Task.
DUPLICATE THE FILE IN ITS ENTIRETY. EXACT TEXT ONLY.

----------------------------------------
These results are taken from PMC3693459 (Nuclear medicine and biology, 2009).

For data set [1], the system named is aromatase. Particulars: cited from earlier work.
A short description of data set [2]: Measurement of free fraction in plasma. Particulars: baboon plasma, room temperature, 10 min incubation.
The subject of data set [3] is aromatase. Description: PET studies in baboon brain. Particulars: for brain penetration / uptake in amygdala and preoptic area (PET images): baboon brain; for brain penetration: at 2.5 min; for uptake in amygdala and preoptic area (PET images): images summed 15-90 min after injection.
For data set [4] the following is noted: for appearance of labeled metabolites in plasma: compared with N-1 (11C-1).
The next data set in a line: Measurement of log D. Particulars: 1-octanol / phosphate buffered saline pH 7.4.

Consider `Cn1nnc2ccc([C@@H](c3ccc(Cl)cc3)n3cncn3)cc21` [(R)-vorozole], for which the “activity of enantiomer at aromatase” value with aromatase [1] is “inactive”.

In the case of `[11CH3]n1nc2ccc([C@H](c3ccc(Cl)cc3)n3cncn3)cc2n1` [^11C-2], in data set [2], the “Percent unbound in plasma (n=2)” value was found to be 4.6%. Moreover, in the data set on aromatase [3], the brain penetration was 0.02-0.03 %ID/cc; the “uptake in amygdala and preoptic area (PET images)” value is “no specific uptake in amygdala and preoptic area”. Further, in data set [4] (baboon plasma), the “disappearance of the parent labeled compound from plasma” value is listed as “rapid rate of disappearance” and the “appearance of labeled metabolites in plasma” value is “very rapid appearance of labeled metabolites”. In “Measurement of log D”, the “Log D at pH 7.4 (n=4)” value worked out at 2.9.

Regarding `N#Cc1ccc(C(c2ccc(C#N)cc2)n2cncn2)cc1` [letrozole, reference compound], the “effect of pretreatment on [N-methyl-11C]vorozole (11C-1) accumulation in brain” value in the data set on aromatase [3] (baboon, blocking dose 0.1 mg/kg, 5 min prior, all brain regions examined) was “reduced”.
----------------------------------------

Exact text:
These results are taken from PMC3693459 (Nuclear medicine and biology, 2009).

For data set [1], the system named is aromatase. Particulars: cited from earlier work.
A short description of data set [2]: Measurement of free fraction in plasma. Particulars: baboon plasma, room temperature, 10 min incubation.
The subject of data set [3] is aromatase. Description: PET studies in baboon brain. Particulars: for brain penetration / uptake in amygdala and preoptic area (PET images): baboon brain; for brain penetration: at 2.5 min; for uptake in amygdala and preoptic area (PET images): images summed 15-90 min after injection.
For data set [4] the following is noted: for appearance of labeled metabolites in plasma: compared with N-1 (11C-1).
The next data set in a line: Measurement of log D. Particulars: 1-octanol / phosphate buffered saline pH 7.4.

Consider `Cn1nnc2ccc([C@@H](c3ccc(Cl)cc3)n3cncn3)cc21` [(R)-vorozole], for which the “activity of enantiomer at aromatase” value with aromatase [1] is “inactive”.

In the case of `[11CH3]n1nc2ccc([C@H](c3ccc(Cl)cc3)n3cncn3)cc2n1` [^11C-2], in data set [2], the “Percent unbound in plasma (n=2)” value was found to be 4.6%. Moreover, in the data set on aromatase [3], the brain penetration was 0.02-0.03 %ID/cc; the “uptake in amygdala and preoptic area (PET images)” value is “no specific uptake in amygdala and preoptic area”. Further, in data set [4] (baboon plasma), the “disappearance of the parent labeled compound from plasma” value is listed as “rapid rate of disappearance” and the “appearance of labeled metabolites in plasma” value is “very rapid appearance of labeled metabolites”. In “Measurement of log D”, the “Log D at pH 7.4 (n=4)” value worked out at 2.9.

Regarding `N#Cc1ccc(C(c2ccc(C#N)cc2)n2cncn2)cc1` [letrozole, reference compound], the “effect of pretreatment on [N-methyl-11C]vorozole (11C-1) accumulation in brain” value in the data set on aromatase [3] (baboon, blocking dose 0.1 mg/kg, 5 min prior, all brain regions examined) was “reduced”.